App updates or downloads are blocked

The App Store provides regular updates of system and third-party apps. In some cases, the download does not complete and may hang in the middle of the process. You may see a familiar waiting or installing message just below the download progress bar. To fix this, let’s take a look at what’s going on behind the scenes.

Delete cache folder

When the download starts, the app store creates lots of temporary files in the cache folder. They include a Spotlight metadata file, an incomplete installer file, and a PLIST file containing the details of the app you’re downloading. In the first step, you need to clear the App Store cache folder as mentioned above. Quit the Mac App Store, then open a Terminal window and type the following command:

open $TMPDIR../C/com.apple.appstore/

Press Enter and the com.apple.appstore folder will open in Finder. Delete everything inside. Next, you need to delete the com.apple.appstore user folder. To do this, go delete all files in the fsCachedData folder.

~/Library/Caches/com.apple.appstore

Delete the contents of the updates folder

When an app download is complete, the package is moved from a temporary cache folder to If an app gets stuck during installation or is corrupted for some reason, delete the contents of this folder. Otherwise, skip this step.

MacintoshHD/Library/Updates

Kill App Store Guilty Processes

After deleting the contents of the cache folder, you will need to kill the culprit processes from Activity Monitor. This will ensure that when you download the update again, the processes will no longer hang. Open Activity Monitor and set its view to All Processes. Type in the store to find App Store related processes and force quit all these daemon processes:

  • storedownloadd: manages downloads of applications found in the App Store.
  • storeinstalld: covers the installation of applications and their updates.
  • storeassetd: Manages all App Store resources and language files.
  • storeaccountd: responsible for authentication and acts as a bridge with your Apple ID account.

Do not open the App Store yet, as there is one more step to fix this problem.

Delete the preferences file

Go to Finder and press Cmd + Shift + G to open the Go to Folder box. Go to the following folder:

~/Library/Preferences

Here, delete the following files:

  • com.apple.appstore.plist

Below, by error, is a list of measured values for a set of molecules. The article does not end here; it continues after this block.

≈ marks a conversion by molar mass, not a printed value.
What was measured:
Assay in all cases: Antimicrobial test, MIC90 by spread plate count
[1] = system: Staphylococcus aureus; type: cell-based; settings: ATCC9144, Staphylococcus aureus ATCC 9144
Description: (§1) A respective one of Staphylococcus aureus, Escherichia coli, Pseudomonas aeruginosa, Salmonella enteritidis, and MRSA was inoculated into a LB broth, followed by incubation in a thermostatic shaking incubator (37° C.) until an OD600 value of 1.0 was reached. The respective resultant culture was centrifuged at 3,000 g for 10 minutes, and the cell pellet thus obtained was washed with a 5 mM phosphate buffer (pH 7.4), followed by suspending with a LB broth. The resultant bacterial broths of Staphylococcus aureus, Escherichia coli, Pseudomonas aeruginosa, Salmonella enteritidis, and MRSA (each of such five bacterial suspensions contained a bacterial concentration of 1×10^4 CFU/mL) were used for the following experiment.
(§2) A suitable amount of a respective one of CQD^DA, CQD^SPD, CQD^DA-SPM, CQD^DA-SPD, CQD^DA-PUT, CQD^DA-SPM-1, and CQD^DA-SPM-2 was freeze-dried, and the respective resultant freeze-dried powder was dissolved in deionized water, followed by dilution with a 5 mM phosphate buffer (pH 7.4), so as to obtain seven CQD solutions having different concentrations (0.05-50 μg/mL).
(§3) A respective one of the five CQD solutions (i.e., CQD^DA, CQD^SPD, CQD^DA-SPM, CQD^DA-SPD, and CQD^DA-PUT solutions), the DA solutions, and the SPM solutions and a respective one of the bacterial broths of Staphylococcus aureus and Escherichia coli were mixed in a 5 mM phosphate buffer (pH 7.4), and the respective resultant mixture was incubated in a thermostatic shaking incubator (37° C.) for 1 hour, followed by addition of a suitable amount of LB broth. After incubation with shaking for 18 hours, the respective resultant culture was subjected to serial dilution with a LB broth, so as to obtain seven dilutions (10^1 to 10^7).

• com.apple.storeagent.plist

go now to

~/Library/Cookies

And delete this file:

  • com.apple.appstore.binarycookies

After you delete all preference files, choose Apple menu > Shut Down. Then press the power button to restart your Mac and the problem should be gone.

App store blank page

One of the most notorious Mac App Store issues is the error message Unable to connect to the App Store. This has several causes, but you can fix them. First, you need to check your internet connection. Open the Apple menu > System Preferences. Choose the Network item and make sure there is a green icon next to the network in the left sidebar. If there is a red icon next to the network, your internet connection is down.

At some point, the problem may not be your problem. Check Apple’s System Status page. Here you can see information about the status of Apple services, such as iCloud, App Store, etc. If a particular service has a red icon next to it, it is down. If you still see the error message even with green lights, select Store > Sign Out and exit the App Store. Relaunch the app and log in again.

Errors when buying apps

On rare occasions, you may see a particular message We couldn’t complete your purchase: Unknown error while purchasing apps. This issue occurs when you update macOS or use multiple Apple IDs. Open the App Store and iTunes and make sure you are using the same Apple IDs in both apps. If you’re using two separate Apple IDs, sign out of apps, close them, and sign back in with one Apple ID.

If you still see the same error message, you may have an issue with the iTunes Terms and Conditions. When you make a major macOS update, Apple wants you to agree to the terms again. In this case, please exit the applications, accept the new terms and conditions and restart them. You may need to reboot for the acceptance dialog to appear.

Final Words: Fix “App Store Frozen Issues on MAC”

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Jennifer C. Burleigh